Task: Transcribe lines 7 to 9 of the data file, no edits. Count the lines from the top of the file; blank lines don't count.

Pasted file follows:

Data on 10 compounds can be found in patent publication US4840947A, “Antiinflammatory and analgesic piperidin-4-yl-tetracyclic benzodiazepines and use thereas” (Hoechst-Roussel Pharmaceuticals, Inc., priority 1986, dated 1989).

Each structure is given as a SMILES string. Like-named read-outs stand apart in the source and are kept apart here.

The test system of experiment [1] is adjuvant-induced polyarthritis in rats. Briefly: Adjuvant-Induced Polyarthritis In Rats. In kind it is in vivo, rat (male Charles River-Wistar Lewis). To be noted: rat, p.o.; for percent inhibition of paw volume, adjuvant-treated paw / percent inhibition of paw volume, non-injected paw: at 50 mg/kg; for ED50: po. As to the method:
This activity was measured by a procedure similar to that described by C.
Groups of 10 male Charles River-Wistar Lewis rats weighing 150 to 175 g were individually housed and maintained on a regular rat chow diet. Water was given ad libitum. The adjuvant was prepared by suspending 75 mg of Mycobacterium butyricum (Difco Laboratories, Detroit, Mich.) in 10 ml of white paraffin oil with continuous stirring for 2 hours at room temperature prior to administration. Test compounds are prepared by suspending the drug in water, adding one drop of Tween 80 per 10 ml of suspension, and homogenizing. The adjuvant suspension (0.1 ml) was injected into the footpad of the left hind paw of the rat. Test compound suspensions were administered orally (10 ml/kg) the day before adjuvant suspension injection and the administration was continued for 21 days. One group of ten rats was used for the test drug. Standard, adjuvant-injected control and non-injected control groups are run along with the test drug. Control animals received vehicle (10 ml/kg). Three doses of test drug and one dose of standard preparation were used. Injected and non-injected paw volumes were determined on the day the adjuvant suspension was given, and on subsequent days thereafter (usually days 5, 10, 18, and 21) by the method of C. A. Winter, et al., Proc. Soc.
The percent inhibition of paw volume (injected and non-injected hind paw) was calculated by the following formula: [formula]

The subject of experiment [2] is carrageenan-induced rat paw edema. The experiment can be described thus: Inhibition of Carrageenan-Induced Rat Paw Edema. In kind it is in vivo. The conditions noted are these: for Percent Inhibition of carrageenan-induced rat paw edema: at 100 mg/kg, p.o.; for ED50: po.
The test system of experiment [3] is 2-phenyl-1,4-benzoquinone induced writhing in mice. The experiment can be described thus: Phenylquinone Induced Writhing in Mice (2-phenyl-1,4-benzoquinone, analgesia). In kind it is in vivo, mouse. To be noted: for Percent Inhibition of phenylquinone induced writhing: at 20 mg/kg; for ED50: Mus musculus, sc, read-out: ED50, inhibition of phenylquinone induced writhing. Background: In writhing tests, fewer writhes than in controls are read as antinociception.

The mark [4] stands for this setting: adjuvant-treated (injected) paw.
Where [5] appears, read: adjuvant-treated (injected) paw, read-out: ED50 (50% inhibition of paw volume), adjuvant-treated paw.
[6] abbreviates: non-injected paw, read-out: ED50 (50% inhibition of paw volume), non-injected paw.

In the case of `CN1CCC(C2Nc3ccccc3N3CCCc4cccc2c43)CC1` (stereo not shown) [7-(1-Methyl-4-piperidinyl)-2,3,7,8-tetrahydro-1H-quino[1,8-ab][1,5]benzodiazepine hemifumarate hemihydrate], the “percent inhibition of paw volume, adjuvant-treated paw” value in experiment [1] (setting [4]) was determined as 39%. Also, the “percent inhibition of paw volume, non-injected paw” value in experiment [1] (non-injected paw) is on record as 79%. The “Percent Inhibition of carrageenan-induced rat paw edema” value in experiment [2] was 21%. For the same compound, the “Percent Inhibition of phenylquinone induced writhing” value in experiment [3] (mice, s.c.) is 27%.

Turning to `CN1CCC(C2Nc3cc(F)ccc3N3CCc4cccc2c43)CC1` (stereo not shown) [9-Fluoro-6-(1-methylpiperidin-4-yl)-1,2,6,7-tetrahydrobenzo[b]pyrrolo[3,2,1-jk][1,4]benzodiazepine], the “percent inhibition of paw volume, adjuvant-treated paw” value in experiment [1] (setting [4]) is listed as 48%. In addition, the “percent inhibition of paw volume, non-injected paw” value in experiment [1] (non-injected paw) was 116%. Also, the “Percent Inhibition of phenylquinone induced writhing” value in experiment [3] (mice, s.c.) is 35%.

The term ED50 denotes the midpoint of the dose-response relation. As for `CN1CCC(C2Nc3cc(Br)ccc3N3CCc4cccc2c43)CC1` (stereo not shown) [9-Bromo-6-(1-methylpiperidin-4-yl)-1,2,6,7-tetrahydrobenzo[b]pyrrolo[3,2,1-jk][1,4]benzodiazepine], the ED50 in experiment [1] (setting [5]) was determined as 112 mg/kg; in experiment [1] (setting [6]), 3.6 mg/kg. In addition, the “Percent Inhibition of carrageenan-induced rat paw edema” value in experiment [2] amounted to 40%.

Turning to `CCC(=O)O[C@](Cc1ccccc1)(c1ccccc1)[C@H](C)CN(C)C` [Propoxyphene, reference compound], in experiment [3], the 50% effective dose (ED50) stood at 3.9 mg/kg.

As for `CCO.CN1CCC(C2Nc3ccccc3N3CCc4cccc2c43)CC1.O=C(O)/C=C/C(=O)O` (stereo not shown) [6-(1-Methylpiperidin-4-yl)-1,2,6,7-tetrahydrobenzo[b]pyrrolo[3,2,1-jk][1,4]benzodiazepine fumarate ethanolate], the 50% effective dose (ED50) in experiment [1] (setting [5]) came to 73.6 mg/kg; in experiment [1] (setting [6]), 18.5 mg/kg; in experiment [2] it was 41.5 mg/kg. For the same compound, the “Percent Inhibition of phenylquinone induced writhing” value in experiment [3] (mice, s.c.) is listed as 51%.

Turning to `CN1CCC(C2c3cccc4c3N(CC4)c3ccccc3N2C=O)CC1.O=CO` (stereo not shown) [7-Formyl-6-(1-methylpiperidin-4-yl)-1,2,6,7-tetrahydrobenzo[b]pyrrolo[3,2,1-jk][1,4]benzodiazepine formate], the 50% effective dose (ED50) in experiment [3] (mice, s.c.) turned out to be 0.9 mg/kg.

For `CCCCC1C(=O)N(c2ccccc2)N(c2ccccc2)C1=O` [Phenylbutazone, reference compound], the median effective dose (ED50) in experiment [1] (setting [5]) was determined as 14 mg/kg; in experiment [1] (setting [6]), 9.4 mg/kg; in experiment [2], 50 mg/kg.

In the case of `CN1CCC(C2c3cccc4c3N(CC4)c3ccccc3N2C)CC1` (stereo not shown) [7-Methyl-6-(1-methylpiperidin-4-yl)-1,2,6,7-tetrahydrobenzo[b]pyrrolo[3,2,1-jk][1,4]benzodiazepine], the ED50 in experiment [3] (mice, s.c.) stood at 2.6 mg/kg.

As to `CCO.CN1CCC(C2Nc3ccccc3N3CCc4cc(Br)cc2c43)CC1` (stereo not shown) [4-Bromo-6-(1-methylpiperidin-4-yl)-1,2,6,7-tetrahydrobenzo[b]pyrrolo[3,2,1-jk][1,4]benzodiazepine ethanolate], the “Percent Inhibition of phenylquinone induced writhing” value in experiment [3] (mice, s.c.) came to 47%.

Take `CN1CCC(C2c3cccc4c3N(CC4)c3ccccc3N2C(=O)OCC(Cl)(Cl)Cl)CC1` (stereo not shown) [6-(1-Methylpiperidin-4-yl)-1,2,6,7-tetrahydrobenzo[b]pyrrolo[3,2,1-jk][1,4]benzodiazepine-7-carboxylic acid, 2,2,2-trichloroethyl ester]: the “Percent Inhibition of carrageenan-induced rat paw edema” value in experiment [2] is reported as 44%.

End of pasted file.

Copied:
The subject of experiment [2] is carrageenan-induced rat paw edema. The experiment can be described thus: Inhibition of Carrageenan-Induced Rat Paw Edema. In kind it is in vivo. The conditions noted are these: for Percent Inhibition of carrageenan-induced rat paw edema: at 100 mg/kg, p.o.; for ED50: po.
The test system of experiment [3] is 2-phenyl-1,4-benzoquinone induced writhing in mice. The experiment can be described thus: Phenylquinone Induced Writhing in Mice (2-phenyl-1,4-benzoquinone, analgesia). In kind it is in vivo, mouse. To be noted: for Percent Inhibition of phenylquinone induced writhing: at 20 mg/kg; for ED50: Mus musculus, sc, read-out: ED50, inhibition of phenylquinone induced writhing. Background: In writhing tests, fewer writhes than in controls are read as antinociception.

The mark [4] stands for this setting: adjuvant-treated (injected) paw.